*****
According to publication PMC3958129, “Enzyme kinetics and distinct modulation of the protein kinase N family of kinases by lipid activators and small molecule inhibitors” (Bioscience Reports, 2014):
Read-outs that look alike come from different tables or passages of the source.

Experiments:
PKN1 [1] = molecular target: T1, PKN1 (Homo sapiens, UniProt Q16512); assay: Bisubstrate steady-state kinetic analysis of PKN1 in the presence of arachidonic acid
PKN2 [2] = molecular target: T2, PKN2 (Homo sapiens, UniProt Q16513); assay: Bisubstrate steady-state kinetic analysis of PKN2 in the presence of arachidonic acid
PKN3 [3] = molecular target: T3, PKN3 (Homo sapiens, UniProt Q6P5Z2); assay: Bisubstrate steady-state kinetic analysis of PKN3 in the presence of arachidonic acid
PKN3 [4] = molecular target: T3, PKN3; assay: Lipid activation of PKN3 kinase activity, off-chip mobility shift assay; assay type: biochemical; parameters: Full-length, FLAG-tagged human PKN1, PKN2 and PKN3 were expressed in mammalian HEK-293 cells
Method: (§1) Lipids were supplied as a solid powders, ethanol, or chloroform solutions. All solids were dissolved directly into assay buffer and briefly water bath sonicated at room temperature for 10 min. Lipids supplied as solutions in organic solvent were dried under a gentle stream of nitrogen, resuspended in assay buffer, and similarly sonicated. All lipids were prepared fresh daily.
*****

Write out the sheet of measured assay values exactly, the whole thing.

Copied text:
According to publication PMC3958129, “Enzyme kinetics and distinct modulation of the protein kinase N family of kinases by lipid activators and small molecule inhibitors” (Bioscience Reports, 2014):
Read-outs that look alike come from different tables or passages of the source.

Experiments:
PKN1 [1] = molecular target: T1, PKN1 (Homo sapiens, UniProt Q16512); assay: Bisubstrate steady-state kinetic analysis of PKN1 in the presence of arachidonic acid
PKN2 [2] = molecular target: T2, PKN2 (Homo sapiens, UniProt Q16513); assay: Bisubstrate steady-state kinetic analysis of PKN2 in the presence of arachidonic acid
PKN3 [3] = molecular target: T3, PKN3 (Homo sapiens, UniProt Q6P5Z2); assay: Bisubstrate steady-state kinetic analysis of PKN3 in the presence of arachidonic acid
PKN3 [4] = molecular target: T3, PKN3; assay: Lipid activation of PKN3 kinase activity, off-chip mobility shift assay; assay type: biochemical; parameters: Full-length, FLAG-tagged human PKN1, PKN2 and PKN3 were expressed in mammalian HEK-293 cells
Method: (§1) Lipids were supplied as a solid powders, ethanol, or chloroform solutions. All solids were dissolved directly into assay buffer and briefly water bath sonicated at room temperature for 10 min. Lipids supplied as solutions in organic solvent were dried under a gentle stream of nitrogen, resuspended in assay buffer, and similarly sonicated. All lipids were prepared fresh daily.